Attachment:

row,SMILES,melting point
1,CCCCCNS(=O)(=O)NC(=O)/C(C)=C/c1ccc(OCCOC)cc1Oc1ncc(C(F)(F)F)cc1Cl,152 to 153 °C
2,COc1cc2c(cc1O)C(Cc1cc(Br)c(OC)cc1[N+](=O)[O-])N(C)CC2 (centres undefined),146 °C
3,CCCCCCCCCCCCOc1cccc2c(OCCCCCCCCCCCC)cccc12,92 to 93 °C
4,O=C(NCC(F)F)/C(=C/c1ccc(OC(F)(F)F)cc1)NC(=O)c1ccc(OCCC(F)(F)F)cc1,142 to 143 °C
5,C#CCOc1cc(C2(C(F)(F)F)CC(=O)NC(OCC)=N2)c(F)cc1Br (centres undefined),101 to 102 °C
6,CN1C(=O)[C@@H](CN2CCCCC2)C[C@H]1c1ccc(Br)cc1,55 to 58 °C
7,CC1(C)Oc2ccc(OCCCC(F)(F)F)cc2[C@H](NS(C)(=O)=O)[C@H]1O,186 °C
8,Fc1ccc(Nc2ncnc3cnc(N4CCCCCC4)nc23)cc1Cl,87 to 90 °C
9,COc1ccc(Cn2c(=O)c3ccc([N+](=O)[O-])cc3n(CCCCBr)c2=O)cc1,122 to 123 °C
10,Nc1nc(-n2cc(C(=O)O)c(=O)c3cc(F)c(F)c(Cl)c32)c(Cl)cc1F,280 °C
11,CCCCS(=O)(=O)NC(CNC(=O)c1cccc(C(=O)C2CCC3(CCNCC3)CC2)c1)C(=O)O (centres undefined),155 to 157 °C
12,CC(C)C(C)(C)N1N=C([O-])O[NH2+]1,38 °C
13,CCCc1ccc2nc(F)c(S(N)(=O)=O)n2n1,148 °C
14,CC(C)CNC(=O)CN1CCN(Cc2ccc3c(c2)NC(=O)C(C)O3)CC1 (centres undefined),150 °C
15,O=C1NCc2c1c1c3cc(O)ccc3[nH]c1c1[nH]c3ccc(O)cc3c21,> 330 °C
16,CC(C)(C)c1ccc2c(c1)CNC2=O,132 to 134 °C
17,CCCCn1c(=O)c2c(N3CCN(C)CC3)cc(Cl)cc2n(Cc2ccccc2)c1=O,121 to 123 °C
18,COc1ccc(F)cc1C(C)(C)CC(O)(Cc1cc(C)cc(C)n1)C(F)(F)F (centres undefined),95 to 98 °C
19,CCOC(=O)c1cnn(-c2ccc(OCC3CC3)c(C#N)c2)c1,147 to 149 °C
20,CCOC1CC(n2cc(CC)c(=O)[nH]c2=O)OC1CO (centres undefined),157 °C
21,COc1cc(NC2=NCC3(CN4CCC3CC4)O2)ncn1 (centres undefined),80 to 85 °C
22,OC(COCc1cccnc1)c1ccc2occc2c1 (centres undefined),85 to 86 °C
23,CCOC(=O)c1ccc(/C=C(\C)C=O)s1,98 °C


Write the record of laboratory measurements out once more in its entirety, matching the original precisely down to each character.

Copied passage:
row,SMILES,melting point
1,CCCCCNS(=O)(=O)NC(=O)/C(C)=C/c1ccc(OCCOC)cc1Oc1ncc(C(F)(F)F)cc1Cl,152 to 153 °C
2,COc1cc2c(cc1O)C(Cc1cc(Br)c(OC)cc1[N+](=O)[O-])N(C)CC2 (centres undefined),146 °C
3,CCCCCCCCCCCCOc1cccc2c(OCCCCCCCCCCCC)cccc12,92 to 93 °C
4,O=C(NCC(F)F)/C(=C/c1ccc(OC(F)(F)F)cc1)NC(=O)c1ccc(OCCC(F)(F)F)cc1,142 to 143 °C
5,C#CCOc1cc(C2(C(F)(F)F)CC(=O)NC(OCC)=N2)c(F)cc1Br (centres undefined),101 to 102 °C
6,CN1C(=O)[C@@H](CN2CCCCC2)C[C@H]1c1ccc(Br)cc1,55 to 58 °C
7,CC1(C)Oc2ccc(OCCCC(F)(F)F)cc2[C@H](NS(C)(=O)=O)[C@H]1O,186 °C
8,Fc1ccc(Nc2ncnc3cnc(N4CCCCCC4)nc23)cc1Cl,87 to 90 °C
9,COc1ccc(Cn2c(=O)c3ccc([N+](=O)[O-])cc3n(CCCCBr)c2=O)cc1,122 to 123 °C
10,Nc1nc(-n2cc(C(=O)O)c(=O)c3cc(F)c(F)c(Cl)c32)c(Cl)cc1F,280 °C
11,CCCCS(=O)(=O)NC(CNC(=O)c1cccc(C(=O)C2CCC3(CCNCC3)CC2)c1)C(=O)O (centres undefined),155 to 157 °C
12,CC(C)C(C)(C)N1N=C([O-])O[NH2+]1,38 °C
13,CCCc1ccc2nc(F)c(S(N)(=O)=O)n2n1,148 °C
14,CC(C)CNC(=O)CN1CCN(Cc2ccc3c(c2)NC(=O)C(C)O3)CC1 (centres undefined),150 °C
15,O=C1NCc2c1c1c3cc(O)ccc3[nH]c1c1[nH]c3ccc(O)cc3c21,> 330 °C
16,CC(C)(C)c1ccc2c(c1)CNC2=O,132 to 134 °C
17,CCCCn1c(=O)c2c(N3CCN(C)CC3)cc(Cl)cc2n(Cc2ccccc2)c1=O,121 to 123 °C
18,COc1ccc(F)cc1C(C)(C)CC(O)(Cc1cc(C)cc(C)n1)C(F)(F)F (centres undefined),95 to 98 °C
19,CCOC(=O)c1cnn(-c2ccc(OCC3CC3)c(C#N)c2)c1,147 to 149 °C
20,CCOC1CC(n2cc(CC)c(=O)[nH]c2=O)OC1CO (centres undefined),157 °C
21,COc1cc(NC2=NCC3(CN4CCC3CC4)O2)ncn1 (centres undefined),80 to 85 °C
22,OC(COCc1cccnc1)c1ccc2occc2c1 (centres undefined),85 to 86 °C
23,CCOC(=O)c1ccc(/C=C(\C)C=O)s1,98 °C